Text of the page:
As for 'musicians want the recording to sound as they intend it', that's also a pretty ridiculous concept to anything pre-1980, which is the vast majority of music. Tubes help a lot to compensate for bad recordings, and I've yet to hear EQing that does this half as well.
Actually now that I think of it, I do think some of the studios I worked in had mike pre's that had a combination of tubes and solid state. I think the Avalon has that. Never saw one used on the mixing board for playback though.
A mixing board isn't made for listening pleasure but for accuracy so it helps engineers mix/master (read: add effects the way they want so it sounds different/colored/better from straight up live listening, something which a musician rarely knows anything about). Unfortunately for the musicians, it's pretty rare to find a truly neutral sound in the studio as well, however much engineers would like to sell that, not to mention that decent mastering/mixing made by engineers who really know how to work a recording are not very common, as exemplified by the many poor recordings you can find out there. Thank god they don't have tubes in the mixer, honestly.
While something may sound good (enough anyway) to the musician in the studio after the engineer is done throwing VST effects on ProTools at a recording, it's a different story when they hear it on their nephew's 50 bucks stereo, and that's not even speaking for pre-1980 recordings, the vast majority of which have a high noise floor and poor recording techniques (most often none at all in fact). All this to say that 'the way the musician wants you to hear it' is far from being exact, considering that a great deal of studio engineers don't do a very good job in the first place and the musicians more often than not settle on what doesn't sound terrible as opposed to what sounds perfect, so I'm quite happy to have tools like tube amps to help the music sound better and bring me more enjoyment, especially as a musician myself who has seen and heard how engineers can wreck a good song.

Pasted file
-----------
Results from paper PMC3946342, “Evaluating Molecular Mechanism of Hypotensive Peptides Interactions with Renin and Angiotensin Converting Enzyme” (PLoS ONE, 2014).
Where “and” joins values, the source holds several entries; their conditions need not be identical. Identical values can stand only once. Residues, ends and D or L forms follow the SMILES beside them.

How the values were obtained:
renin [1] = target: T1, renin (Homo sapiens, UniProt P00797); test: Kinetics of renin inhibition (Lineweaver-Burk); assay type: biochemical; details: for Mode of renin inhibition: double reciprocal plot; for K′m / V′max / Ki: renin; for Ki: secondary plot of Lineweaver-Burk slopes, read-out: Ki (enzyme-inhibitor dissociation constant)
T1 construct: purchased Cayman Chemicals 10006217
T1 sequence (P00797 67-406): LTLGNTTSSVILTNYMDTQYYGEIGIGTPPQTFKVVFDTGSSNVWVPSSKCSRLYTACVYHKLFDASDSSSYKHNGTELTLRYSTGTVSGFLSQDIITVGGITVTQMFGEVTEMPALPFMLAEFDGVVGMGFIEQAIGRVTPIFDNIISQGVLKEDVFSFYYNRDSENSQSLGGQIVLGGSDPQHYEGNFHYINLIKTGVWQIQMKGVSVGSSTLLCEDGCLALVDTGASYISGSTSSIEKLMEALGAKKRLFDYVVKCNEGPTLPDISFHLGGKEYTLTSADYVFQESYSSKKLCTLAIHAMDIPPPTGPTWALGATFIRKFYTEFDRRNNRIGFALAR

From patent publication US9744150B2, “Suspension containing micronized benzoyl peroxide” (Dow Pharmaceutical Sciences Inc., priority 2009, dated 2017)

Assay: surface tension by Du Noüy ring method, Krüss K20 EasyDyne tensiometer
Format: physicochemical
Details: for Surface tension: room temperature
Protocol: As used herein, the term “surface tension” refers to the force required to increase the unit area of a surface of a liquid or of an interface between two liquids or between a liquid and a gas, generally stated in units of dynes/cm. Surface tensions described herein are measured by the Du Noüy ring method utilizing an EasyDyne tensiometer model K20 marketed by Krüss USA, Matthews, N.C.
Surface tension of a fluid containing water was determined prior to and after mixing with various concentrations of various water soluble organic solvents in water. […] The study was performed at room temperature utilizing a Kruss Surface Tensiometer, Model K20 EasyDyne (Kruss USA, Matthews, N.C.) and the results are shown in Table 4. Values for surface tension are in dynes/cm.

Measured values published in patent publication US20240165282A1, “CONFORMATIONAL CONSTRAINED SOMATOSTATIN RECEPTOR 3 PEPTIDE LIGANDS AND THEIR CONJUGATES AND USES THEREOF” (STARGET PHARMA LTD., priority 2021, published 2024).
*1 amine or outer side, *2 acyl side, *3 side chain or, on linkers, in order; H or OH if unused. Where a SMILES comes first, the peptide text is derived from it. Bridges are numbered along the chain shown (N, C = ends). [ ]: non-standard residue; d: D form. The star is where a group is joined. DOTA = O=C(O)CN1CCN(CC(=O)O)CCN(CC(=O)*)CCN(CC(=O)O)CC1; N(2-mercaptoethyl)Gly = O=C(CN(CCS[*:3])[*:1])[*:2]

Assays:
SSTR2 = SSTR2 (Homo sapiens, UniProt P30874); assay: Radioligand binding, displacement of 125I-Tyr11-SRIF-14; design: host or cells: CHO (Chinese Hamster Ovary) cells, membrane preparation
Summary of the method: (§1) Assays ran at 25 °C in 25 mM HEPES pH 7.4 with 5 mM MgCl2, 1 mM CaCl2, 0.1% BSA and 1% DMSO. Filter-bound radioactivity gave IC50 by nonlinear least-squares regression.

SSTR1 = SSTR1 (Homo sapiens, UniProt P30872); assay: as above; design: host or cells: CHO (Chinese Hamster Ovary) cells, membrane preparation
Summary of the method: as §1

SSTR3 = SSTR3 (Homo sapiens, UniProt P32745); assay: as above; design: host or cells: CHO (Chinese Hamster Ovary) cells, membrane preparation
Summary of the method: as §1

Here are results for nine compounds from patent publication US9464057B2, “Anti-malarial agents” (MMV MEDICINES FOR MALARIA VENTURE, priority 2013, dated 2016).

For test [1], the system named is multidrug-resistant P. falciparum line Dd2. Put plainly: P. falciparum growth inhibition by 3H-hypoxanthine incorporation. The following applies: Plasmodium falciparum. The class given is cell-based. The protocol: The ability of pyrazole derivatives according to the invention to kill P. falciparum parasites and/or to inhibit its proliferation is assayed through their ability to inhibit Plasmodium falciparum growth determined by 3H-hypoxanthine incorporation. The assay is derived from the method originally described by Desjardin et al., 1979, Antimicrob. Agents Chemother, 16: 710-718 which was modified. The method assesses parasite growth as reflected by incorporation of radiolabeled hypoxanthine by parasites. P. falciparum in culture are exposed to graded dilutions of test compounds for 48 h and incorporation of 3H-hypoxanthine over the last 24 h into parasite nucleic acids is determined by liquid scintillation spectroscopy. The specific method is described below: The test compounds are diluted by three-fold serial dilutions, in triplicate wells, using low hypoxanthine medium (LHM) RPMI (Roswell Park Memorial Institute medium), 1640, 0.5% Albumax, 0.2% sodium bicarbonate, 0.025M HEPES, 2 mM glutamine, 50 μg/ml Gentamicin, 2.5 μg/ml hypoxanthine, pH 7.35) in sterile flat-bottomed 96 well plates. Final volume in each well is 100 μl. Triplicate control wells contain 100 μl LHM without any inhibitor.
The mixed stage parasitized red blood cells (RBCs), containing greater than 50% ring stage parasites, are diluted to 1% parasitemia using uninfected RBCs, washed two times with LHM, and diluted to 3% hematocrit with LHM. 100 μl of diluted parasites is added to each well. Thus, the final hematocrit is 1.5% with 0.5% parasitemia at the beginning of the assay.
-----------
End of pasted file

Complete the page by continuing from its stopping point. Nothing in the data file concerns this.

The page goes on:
As far as home listening goes, it's another story. It's the same reason why in the studio you'd rather go for nearfield monitors rather than hi-fi speakers, whereas at home you'd usually prefer the extra depth a nice pair of speakers can bring you, regardless of however much it "colors" the sound. If I wanted clinical listening at home I'd own a home studio ;)
Whenever I worked in the studio, we tracked on near field monitors and mixed on the main calibrated speakers. Here in LA I guess we are lucky. Lots of great studios to work in with top notch engineers and equipment.
Not only have I heard a tube amp, I own several :
Old Fender Princeton Reverb with 6v6's
Old Marshall 50 watt top with EL34's and 4x12 cab with Celestion speakers
Marshal 25/50 combo with EL34's
Old Vox AC30 TB with EL84's
Yes, I LOVE them for their overdrive/distortion ..
Guess what I DO NOT OWN ??
A tube-amp for playing back recorded music
Because : At that point, adding distortion is epic failure .
As you can see, I don't mind spending cash on amps that distort 5% or more when pushed a bit hard
but I don't want tubes in the playback-chain .
I have heard very good clean-sounding Hi-Fi tube amps, McIntosh fex, but the price-tag is simply insane when compared to
a Solid State power-amp .
Besides, I know plenty of bass-players who swear by Solid-State amps, because they want a clean undistorted sound .
When they want distortion, they just stomp on a box or something ..